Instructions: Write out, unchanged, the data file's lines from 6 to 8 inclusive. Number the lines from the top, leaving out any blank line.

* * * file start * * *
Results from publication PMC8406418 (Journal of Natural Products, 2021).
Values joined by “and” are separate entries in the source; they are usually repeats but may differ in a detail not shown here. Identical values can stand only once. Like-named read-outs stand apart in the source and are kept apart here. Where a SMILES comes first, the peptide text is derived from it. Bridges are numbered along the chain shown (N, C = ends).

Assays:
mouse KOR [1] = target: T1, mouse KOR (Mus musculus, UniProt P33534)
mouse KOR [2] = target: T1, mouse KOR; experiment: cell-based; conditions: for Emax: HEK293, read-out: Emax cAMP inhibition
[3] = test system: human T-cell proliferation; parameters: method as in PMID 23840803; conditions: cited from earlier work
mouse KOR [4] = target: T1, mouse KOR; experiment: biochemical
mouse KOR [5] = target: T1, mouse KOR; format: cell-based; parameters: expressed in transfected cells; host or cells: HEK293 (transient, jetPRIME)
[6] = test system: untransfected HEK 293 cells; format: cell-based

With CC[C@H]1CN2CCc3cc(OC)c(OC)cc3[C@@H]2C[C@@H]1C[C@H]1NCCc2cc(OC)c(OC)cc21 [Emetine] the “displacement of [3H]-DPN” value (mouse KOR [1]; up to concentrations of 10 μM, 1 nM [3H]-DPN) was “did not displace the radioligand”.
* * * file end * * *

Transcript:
[3] = test system: human T-cell proliferation; parameters: method as in PMID 23840803; conditions: cited from earlier work
mouse KOR [4] = target: T1, mouse KOR; experiment: biochemical
mouse KOR [5] = target: T1, mouse KOR; format: cell-based; parameters: expressed in transfected cells; host or cells: HEK293 (transient, jetPRIME)